The objective of this study was to evaluate the efficacy and safety of a novel computerized body temperature regulation system (CBTR) in preventing hypothermia during general gas anesthesia in dogs. A nonblinded, controlled, cross-over group study was carried that included six healthy adult beagles. Each dog was anesthetized twice for 150 minutes, serving as its own control. The second anesthesia was done 1 week after the first, using the same anesthetic protocol. Controls (week 1), received no thermal care (NTC; i.e., passive, non-heated blanket under the body). In the study group (week 2) body temperature was maintained using the CBTR, consisting of a water-channeled vest, covering the dogs' trunk and extremities. Vest temperature was maintained by a computerized feedback loop system, and skin and rectal thermosensors, with the temperature set at 37.8°C. Rectal temperature, mean arterial blood pressure (MBP), complete blood count (CBC), serum chemistry and coagulation tests were measured before, during and after anesthesia in all dogs. At the end of anesthesia, mean rectal temperature in NTC group was 31.8±0.6°C (a decrease of 6.4±0.9°C from the beginning of anesthesia) versus 37.3±0.7°C (a decrease of 0.57±0.83°C) in the CBTR group (P<0.0001). MBP, leukocyte count and potassium concentration were higher (P<0.05), while times to extubation and to sternal recumbency were shorter (P<0.05) in the CBTR group compared to the NTC group. No adverse effects (e.g., overheating, burns) occurred in the CBTR group. It was concluded that the CBTR system was safe and effective in preventing perioperative hypothermia and minimizing undesirable effects.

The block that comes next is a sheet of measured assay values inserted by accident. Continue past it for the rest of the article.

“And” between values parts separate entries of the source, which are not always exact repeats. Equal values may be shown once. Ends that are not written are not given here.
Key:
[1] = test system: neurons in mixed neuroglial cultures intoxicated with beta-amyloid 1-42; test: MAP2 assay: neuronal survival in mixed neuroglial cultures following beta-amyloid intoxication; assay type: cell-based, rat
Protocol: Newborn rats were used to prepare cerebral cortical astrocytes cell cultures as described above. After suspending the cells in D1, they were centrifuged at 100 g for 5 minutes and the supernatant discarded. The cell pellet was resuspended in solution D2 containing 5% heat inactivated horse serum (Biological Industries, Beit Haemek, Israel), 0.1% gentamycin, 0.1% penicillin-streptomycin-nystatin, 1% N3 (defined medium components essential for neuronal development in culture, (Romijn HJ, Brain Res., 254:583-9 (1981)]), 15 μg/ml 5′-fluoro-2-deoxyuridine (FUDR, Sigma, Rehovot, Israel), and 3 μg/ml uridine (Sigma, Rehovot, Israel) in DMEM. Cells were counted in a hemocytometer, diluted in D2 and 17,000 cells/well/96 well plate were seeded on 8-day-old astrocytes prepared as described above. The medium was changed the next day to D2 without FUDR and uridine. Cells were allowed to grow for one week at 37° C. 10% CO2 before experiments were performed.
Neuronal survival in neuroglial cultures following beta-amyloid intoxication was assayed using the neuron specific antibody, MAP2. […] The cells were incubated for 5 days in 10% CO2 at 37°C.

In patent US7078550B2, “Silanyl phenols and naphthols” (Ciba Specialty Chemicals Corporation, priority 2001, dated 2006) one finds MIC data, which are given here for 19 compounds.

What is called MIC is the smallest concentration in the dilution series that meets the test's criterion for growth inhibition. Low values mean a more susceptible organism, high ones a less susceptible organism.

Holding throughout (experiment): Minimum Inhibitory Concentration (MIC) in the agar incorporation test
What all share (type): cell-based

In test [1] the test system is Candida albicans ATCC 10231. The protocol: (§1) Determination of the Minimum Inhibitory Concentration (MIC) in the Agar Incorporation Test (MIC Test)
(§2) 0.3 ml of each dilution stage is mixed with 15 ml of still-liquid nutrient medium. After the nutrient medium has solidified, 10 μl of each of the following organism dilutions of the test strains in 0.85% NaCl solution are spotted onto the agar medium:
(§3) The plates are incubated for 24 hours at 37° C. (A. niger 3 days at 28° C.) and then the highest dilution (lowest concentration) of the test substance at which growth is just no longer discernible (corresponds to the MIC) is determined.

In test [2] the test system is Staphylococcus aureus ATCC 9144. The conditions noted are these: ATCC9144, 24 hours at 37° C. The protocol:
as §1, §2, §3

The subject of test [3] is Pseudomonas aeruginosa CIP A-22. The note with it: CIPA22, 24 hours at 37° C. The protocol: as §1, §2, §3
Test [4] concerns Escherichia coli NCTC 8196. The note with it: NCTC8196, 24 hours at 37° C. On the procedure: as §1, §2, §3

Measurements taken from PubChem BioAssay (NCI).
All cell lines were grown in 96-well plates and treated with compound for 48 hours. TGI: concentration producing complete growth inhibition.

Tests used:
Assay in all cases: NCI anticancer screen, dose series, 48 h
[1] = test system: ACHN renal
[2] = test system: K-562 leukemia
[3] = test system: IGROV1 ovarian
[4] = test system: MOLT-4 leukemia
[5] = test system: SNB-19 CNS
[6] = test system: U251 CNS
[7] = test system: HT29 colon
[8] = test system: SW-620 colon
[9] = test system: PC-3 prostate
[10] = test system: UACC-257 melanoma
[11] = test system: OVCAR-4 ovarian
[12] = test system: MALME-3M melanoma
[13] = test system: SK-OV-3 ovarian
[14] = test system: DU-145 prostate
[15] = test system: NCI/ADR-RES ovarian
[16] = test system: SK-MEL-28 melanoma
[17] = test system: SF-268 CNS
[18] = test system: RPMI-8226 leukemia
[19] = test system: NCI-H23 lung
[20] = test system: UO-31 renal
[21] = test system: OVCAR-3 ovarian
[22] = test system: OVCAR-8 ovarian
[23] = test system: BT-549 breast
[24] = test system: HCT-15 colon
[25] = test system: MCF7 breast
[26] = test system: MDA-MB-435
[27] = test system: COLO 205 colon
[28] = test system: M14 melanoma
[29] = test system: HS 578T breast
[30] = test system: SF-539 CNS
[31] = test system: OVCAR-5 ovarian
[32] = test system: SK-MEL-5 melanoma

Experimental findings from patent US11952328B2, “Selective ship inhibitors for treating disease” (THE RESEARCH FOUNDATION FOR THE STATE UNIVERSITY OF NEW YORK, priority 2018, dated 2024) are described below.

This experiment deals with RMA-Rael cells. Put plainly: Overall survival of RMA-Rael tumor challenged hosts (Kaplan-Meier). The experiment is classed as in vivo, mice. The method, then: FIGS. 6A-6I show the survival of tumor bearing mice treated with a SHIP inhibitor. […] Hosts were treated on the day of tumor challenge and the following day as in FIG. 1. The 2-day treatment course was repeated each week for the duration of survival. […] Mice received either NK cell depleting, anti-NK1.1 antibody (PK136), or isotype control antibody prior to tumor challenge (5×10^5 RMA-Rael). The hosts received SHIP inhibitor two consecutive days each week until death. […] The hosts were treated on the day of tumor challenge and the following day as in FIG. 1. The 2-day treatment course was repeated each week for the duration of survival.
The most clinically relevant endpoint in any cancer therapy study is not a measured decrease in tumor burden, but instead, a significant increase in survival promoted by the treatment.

|Original language||American English|
|Number of pages||9|
|Journal||Israel Journal of Veterinary Medicine|
|State||Published - 2013|
- Arterial blood pressur\e
- Gas anesthesia